His two associate ghosts floated beside him. They nodded their agreement.

“Now that’s a lady,” Early Grey said. “Dunnie done himself proud.”

“My liege lord Richard 3,” Sir Long John Longjohns. said, “would have locked her in the Tower to keep her safe for himself and his hump.”

“Shall we give her our two pennies worth, fellows?” Benjamin Patrick asked his good buddies. “She does seem a bit distressed.”

“I say aye,” Early said.

“I am an aye too,” Longjohns voted. “That makes it anonymous. I mean, unanimous.”

The three put their three heads together and worked to think up a plan.

“Wha-wha-what?” Marye slowly pulled herself awake and out of her stupor. She looked up. “Oh, lordy, I have a headache. It’s a real dilly. Not the real Dilly. Dilly is off in America. I’m here alone.”

“Having regrets, ma’am?” Benjamin Patrick settled onto the floor.

“What?” Marye couldn’t believe her eyes. She blinked her blinkers a number of times to make sure she actually saw three ghosts hovering above her. “Who are you?”

“Oh, we’re ghosts,” the Yankee ghost said. “We haunt places. Right now we’re haunting Haggismarshe Manor. My name is Benjamin Patrick from Georgia Colony but y’all can call me B. P. Everybody does. At least, my friends.”

“I’m Earl Grey Wimpleseed.” Early removed his hat, a broadbrimmer with a big feather sticking out of its top, and bowed a very deep bow.

Sir Long John bowed as well. “And, madam, I am Sir Long John Longjohns Prissypott, your late husband’s great-great-great-great-great uncle thrice removed.”

“What do you want with me?” her ladyship asked from her place on the floor. “Oh, my head.”

“We’re here to give you our quid’s worth of advice,” Earl. said, “if you will allow.”

B.P. said, “I been elected spokesman for the we three of us. We thunk and we thunk and in all our palavering we could only thunk one thing for you to do.”

“What would you say that would be?” Her ladyship was sitting up, interested. At least, as interested as someone with a hangover could be. She’d been after a solution for days and days and days. None had come to her.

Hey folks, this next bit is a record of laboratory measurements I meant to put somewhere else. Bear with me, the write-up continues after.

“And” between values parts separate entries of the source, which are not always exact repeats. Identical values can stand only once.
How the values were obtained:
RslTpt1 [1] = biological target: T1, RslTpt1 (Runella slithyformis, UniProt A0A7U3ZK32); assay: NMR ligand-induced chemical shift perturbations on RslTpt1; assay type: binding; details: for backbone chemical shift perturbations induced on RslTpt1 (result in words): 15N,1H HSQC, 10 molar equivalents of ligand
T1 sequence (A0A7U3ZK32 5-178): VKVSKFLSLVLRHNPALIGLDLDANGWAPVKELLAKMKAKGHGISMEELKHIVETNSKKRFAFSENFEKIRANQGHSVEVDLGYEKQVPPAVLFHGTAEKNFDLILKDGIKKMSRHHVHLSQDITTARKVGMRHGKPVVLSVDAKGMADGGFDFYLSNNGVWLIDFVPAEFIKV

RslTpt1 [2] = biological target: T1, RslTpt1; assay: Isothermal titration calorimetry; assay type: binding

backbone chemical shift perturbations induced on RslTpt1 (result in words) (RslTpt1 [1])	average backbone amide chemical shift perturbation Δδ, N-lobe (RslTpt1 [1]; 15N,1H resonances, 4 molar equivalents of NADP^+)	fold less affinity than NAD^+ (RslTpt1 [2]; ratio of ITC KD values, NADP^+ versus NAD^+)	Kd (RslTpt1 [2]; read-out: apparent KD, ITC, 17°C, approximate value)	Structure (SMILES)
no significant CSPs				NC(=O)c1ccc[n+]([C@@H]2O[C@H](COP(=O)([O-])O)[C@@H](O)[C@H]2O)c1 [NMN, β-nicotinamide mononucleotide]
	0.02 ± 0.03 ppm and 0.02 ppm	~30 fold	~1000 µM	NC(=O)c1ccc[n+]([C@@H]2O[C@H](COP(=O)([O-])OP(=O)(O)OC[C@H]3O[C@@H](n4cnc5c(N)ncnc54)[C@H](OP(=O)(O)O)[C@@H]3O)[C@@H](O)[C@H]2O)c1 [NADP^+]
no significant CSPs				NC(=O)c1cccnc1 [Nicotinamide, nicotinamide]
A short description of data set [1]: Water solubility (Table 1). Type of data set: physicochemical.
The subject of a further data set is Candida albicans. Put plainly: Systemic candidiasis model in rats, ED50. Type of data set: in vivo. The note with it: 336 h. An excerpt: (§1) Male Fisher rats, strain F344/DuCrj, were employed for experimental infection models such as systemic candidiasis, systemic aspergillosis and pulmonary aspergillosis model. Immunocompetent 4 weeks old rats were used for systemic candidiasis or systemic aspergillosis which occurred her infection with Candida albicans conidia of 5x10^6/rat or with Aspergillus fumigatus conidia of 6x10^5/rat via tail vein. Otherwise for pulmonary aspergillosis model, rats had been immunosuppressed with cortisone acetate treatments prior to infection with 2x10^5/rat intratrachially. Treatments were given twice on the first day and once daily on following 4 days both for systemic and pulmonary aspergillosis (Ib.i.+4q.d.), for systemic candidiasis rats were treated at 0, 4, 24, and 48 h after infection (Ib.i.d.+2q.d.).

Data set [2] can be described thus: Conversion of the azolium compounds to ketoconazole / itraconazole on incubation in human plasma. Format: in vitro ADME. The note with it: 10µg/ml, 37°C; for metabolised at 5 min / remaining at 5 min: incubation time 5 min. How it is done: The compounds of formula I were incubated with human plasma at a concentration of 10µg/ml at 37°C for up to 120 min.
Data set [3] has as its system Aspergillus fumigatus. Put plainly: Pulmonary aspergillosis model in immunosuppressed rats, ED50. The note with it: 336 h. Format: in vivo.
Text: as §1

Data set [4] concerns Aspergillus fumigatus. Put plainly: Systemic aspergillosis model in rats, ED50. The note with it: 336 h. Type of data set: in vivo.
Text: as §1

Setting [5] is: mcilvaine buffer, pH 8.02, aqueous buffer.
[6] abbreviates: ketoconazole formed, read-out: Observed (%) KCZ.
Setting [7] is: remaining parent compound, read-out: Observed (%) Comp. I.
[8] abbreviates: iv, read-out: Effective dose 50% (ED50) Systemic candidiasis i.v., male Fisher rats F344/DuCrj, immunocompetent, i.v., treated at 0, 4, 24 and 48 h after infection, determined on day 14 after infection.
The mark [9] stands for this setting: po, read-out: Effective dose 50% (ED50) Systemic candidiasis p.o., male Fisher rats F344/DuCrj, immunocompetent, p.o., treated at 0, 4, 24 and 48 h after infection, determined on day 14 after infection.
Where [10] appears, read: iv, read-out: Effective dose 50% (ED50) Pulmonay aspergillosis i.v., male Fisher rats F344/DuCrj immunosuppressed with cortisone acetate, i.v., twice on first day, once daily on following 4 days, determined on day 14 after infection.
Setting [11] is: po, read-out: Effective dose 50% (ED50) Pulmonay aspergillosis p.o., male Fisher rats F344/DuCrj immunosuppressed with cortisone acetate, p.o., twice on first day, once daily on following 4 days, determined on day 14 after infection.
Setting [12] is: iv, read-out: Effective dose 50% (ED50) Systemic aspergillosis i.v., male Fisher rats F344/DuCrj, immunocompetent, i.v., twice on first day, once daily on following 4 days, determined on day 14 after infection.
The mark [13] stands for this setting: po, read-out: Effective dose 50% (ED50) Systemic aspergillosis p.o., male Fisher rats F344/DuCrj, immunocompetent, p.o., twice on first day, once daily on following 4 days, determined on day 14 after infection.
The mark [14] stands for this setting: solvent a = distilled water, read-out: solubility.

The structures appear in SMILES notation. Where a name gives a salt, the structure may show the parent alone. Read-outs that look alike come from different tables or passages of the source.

“Leave this place. It’s loaded down with the past. Don’t go back to your dilly dallying with that silly boy, Dilly. He’s only after one thing.”

“That’s what Moms says,” she said.

“It’s not your companionship,” B. P. continued his agreement with Moms. “Get out and see the world. Have some fun. You have your daddy’s cash. He’s given you enough money to tide you through anything for the rest of your days. So, enjoy. Lying low here and moaning and groaning is a waste. You have a life to lead. And who knows?”

Early piped in, believing later was better than never when it came to advice, “Only the shadows know,”

“And they are not saying,” L. J. said, pulling up his long johns that seemed to be slipping into the aether.

Poof. Her ghost friends were gone.

Marye rose and refreshed herself with a jolly good stiff spot of tea. Then she viewed herself in the mirror. She liked what she saw. She admired the buxomness of her bosoms and her hourglass figure that flattered every dress she wore. Indeed she was not a plain-jane Mary-Mary Smith any longer. She was nobility, and nobly she must act.

Her smile melted into a frown. But how could she be a real woman? Look at the effect she had on the only man she had ever come close to knowing in the Biblical way. He lay in the bed of her memory limp as putty.

She choked back her discouragement and thought about what the ghosts had said. “You’re a grown-up woman and a lady at that,” she said to the mirror. “It just won’t do to stay all locked up in an attic when there’s a world out there to explore.”

So it was decided. Lady Marye Caterina Wimpleseed-Prissypott, the former Mary-Mary Smith of Brooklyn Heights, would travel. She would see the hither and the thither and see the world and all that lay beyond. And she would do it all by herself. No Moms, no Daddykins, no Dilly, no Lord P. P. No one but she herself.

If it was her fate to remain a virgin, so be it.

Next week: A train ride and a mysterious woman

Lady Wimpleseed-Prissypott 8: Trouble Brewing

In which our heroine arrives home and Parliament does some debating.

Previously two British government officials discuss their marriage possibilities.